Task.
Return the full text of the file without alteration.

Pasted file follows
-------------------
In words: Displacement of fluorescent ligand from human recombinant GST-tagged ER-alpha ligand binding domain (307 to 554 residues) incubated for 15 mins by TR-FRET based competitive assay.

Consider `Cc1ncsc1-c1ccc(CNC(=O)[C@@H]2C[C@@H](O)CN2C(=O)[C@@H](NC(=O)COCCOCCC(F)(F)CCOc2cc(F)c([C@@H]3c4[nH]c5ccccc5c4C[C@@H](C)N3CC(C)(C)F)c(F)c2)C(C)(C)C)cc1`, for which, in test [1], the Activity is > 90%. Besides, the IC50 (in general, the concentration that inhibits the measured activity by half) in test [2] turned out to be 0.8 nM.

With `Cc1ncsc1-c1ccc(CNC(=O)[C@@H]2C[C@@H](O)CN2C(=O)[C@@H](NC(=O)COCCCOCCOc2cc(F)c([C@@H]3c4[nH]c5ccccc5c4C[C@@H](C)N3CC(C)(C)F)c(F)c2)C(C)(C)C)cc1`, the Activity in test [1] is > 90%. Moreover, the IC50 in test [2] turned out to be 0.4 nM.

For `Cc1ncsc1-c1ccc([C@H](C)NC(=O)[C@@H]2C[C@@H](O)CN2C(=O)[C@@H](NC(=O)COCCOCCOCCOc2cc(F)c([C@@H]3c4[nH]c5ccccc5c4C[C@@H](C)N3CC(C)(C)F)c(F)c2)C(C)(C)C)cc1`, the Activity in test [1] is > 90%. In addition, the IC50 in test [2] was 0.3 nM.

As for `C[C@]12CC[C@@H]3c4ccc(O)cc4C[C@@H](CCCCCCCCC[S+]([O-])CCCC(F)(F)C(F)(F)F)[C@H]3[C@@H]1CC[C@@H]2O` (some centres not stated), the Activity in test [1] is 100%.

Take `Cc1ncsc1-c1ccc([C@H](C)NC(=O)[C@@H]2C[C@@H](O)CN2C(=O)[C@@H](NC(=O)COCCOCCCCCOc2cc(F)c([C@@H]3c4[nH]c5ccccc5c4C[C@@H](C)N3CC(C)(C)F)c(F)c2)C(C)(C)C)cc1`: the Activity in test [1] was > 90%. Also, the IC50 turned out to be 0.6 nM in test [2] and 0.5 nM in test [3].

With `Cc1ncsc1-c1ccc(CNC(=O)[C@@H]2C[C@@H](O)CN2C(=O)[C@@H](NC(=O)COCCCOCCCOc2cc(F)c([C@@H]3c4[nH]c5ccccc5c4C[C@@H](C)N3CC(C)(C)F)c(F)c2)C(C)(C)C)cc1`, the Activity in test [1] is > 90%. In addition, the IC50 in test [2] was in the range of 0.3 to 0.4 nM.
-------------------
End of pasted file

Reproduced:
In words: Displacement of fluorescent ligand from human recombinant GST-tagged ER-alpha ligand binding domain (307 to 554 residues) incubated for 15 mins by TR-FRET based competitive assay.

Consider `Cc1ncsc1-c1ccc(CNC(=O)[C@@H]2C[C@@H](O)CN2C(=O)[C@@H](NC(=O)COCCOCCC(F)(F)CCOc2cc(F)c([C@@H]3c4[nH]c5ccccc5c4C[C@@H](C)N3CC(C)(C)F)c(F)c2)C(C)(C)C)cc1`, for which, in test [1], the Activity is > 90%. Besides, the IC50 (in general, the concentration that inhibits the measured activity by half) in test [2] turned out to be 0.8 nM.

With `Cc1ncsc1-c1ccc(CNC(=O)[C@@H]2C[C@@H](O)CN2C(=O)[C@@H](NC(=O)COCCCOCCOc2cc(F)c([C@@H]3c4[nH]c5ccccc5c4C[C@@H](C)N3CC(C)(C)F)c(F)c2)C(C)(C)C)cc1`, the Activity in test [1] is > 90%. Moreover, the IC50 in test [2] turned out to be 0.4 nM.

For `Cc1ncsc1-c1ccc([C@H](C)NC(=O)[C@@H]2C[C@@H](O)CN2C(=O)[C@@H](NC(=O)COCCOCCOCCOc2cc(F)c([C@@H]3c4[nH]c5ccccc5c4C[C@@H](C)N3CC(C)(C)F)c(F)c2)C(C)(C)C)cc1`, the Activity in test [1] is > 90%. In addition, the IC50 in test [2] was 0.3 nM.

As for `C[C@]12CC[C@@H]3c4ccc(O)cc4C[C@@H](CCCCCCCCC[S+]([O-])CCCC(F)(F)C(F)(F)F)[C@H]3[C@@H]1CC[C@@H]2O` (some centres not stated), the Activity in test [1] is 100%.

Take `Cc1ncsc1-c1ccc([C@H](C)NC(=O)[C@@H]2C[C@@H](O)CN2C(=O)[C@@H](NC(=O)COCCOCCCCCOc2cc(F)c([C@@H]3c4[nH]c5ccccc5c4C[C@@H](C)N3CC(C)(C)F)c(F)c2)C(C)(C)C)cc1`: the Activity in test [1] was > 90%. Also, the IC50 turned out to be 0.6 nM in test [2] and 0.5 nM in test [3].

With `Cc1ncsc1-c1ccc(CNC(=O)[C@@H]2C[C@@H](O)CN2C(=O)[C@@H](NC(=O)COCCCOCCCOc2cc(F)c([C@@H]3c4[nH]c5ccccc5c4C[C@@H](C)N3CC(C)(C)F)c(F)c2)C(C)(C)C)cc1`, the Activity in test [1] is > 90%. In addition, the IC50 in test [2] was in the range of 0.3 to 0.4 nM.